Renewable energy packs a powerful punch. More solar energy hits the Earth's surface in one hour than is used by the entire global energy system in a year. In the U.S., Great Plains and East Coast off-shore wind could provide enough energy to meet the entire country's need. As nations seek ways to address energy security, air pollution, and climate change, they look to renewable resources such as solar, wind, and geothermal.
Now, researchers Mark Jacobson of Stanford and Mark Delucchi of U.C. Davis have calculated that it is possible to meet 100 percent of world energy demand using only energy from clean sources by 2050. They say we can do it -- and, what's more, we can do it using only off-the-shelf technology.
Jacobson and Delucchi did their projections based on only existing technologies that have no climate-disrupting-emissions and "low impacts on wildlife, water pollution, and land." Making the dramatic transition to using only such technology, they suggest, would require a combination of strategic policies and massively ramped-up manufacturing along the lines of retooling the auto sector to produce aircraft during World War II, only much bigger. Other studies, most famously by Robert Socolow and Stephen Pacala, have shown similar results.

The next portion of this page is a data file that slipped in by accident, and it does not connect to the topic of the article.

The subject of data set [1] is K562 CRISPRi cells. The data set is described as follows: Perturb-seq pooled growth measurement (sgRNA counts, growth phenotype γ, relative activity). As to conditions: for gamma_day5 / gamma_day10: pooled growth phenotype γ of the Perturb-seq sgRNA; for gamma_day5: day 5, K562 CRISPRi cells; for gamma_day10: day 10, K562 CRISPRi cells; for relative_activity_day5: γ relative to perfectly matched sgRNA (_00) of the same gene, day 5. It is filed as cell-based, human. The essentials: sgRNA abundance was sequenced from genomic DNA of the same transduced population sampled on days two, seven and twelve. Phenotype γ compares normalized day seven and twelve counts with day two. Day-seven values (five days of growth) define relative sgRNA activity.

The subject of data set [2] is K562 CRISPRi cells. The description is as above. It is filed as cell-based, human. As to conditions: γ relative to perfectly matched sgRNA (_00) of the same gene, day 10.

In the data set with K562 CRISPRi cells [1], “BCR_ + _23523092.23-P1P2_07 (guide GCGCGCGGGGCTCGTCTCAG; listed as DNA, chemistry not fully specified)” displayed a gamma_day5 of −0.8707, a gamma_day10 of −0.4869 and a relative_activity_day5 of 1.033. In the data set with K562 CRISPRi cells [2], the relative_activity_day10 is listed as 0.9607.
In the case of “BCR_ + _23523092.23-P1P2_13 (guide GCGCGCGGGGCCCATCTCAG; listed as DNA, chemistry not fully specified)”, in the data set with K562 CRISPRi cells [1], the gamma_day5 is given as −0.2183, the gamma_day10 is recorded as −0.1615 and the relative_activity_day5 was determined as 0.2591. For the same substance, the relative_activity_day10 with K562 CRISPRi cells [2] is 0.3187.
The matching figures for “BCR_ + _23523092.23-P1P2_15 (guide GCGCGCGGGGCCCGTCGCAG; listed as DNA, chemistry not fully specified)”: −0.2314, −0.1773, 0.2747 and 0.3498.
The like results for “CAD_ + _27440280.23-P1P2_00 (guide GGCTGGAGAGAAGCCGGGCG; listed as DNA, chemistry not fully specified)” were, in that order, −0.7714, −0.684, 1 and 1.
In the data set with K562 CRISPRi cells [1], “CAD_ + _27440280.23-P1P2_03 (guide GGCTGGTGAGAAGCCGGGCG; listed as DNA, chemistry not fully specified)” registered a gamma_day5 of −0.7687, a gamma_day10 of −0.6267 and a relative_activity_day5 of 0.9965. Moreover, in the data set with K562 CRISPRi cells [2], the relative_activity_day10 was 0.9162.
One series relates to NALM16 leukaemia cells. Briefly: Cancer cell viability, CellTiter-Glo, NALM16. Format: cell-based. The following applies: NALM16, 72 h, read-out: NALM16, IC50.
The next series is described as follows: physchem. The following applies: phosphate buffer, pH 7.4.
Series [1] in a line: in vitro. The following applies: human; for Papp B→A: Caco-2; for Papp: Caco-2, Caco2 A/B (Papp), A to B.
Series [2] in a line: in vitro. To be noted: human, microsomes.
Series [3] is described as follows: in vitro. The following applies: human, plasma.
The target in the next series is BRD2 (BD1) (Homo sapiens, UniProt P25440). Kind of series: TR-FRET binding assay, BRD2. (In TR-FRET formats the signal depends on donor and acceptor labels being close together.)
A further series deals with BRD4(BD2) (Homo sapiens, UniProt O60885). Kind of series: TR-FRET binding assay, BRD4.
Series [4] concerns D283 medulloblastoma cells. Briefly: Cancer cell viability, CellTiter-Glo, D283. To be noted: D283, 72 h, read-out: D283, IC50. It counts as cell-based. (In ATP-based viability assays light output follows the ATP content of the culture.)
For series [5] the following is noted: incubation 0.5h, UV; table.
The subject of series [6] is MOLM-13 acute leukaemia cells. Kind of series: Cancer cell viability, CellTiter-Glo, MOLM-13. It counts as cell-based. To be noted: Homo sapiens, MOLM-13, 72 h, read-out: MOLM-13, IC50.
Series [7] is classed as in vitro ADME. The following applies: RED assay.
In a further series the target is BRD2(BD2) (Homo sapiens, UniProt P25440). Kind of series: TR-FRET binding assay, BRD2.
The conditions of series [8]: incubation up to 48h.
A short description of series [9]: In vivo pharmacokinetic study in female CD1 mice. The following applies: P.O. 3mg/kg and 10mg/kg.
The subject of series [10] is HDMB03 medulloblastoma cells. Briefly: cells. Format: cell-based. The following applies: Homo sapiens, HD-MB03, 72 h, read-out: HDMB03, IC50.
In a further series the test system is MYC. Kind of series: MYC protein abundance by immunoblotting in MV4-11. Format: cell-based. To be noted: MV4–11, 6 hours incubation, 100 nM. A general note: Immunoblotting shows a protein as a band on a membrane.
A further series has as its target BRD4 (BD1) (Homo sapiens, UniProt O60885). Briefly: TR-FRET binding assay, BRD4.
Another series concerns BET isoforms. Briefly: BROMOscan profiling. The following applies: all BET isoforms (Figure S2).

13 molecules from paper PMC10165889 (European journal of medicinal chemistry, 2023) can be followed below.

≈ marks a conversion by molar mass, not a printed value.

Take wind energy, for example. Jacobson and Delucchi's vision calls for production of approximately 3.8 million five-megawatt wind turbines to supply 50 percent of global power demand. They envision a similar scenario for various types of solar, and the rest from geothermal, wave, tidal, and hydro-power.